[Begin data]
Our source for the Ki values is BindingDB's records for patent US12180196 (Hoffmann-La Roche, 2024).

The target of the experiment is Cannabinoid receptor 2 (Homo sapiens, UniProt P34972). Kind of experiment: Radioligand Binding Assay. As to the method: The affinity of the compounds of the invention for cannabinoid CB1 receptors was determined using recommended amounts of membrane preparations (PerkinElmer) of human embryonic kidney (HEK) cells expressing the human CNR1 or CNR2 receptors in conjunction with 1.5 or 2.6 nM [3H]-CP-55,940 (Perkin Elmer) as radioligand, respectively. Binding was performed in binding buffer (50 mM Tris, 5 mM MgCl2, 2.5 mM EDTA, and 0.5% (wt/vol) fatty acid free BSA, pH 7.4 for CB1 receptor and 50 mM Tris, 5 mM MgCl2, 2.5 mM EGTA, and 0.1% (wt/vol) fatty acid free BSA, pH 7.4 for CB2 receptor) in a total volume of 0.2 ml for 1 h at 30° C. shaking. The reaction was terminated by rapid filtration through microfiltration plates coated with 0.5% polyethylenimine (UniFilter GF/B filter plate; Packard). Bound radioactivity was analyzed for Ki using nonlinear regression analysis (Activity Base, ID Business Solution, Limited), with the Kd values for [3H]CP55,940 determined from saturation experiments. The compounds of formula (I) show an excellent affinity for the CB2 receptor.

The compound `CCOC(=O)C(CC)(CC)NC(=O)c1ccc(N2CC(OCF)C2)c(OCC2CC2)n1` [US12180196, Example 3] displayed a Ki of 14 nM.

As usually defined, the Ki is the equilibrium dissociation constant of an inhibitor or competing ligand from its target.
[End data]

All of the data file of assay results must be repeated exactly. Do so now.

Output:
Our source for the Ki values is BindingDB's records for patent US12180196 (Hoffmann-La Roche, 2024).

The target of the experiment is Cannabinoid receptor 2 (Homo sapiens, UniProt P34972). Kind of experiment: Radioligand Binding Assay. As to the method: The affinity of the compounds of the invention for cannabinoid CB1 receptors was determined using recommended amounts of membrane preparations (PerkinElmer) of human embryonic kidney (HEK) cells expressing the human CNR1 or CNR2 receptors in conjunction with 1.5 or 2.6 nM [3H]-CP-55,940 (Perkin Elmer) as radioligand, respectively. Binding was performed in binding buffer (50 mM Tris, 5 mM MgCl2, 2.5 mM EDTA, and 0.5% (wt/vol) fatty acid free BSA, pH 7.4 for CB1 receptor and 50 mM Tris, 5 mM MgCl2, 2.5 mM EGTA, and 0.1% (wt/vol) fatty acid free BSA, pH 7.4 for CB2 receptor) in a total volume of 0.2 ml for 1 h at 30° C. shaking. The reaction was terminated by rapid filtration through microfiltration plates coated with 0.5% polyethylenimine (UniFilter GF/B filter plate; Packard). Bound radioactivity was analyzed for Ki using nonlinear regression analysis (Activity Base, ID Business Solution, Limited), with the Kd values for [3H]CP55,940 determined from saturation experiments. The compounds of formula (I) show an excellent affinity for the CB2 receptor.

The compound `CCOC(=O)C(CC)(CC)NC(=O)c1ccc(N2CC(OCF)C2)c(OCC2CC2)n1` [US12180196, Example 3] displayed a Ki of 14 nM.

As usually defined, the Ki is the equilibrium dissociation constant of an inhibitor or competing ligand from its target.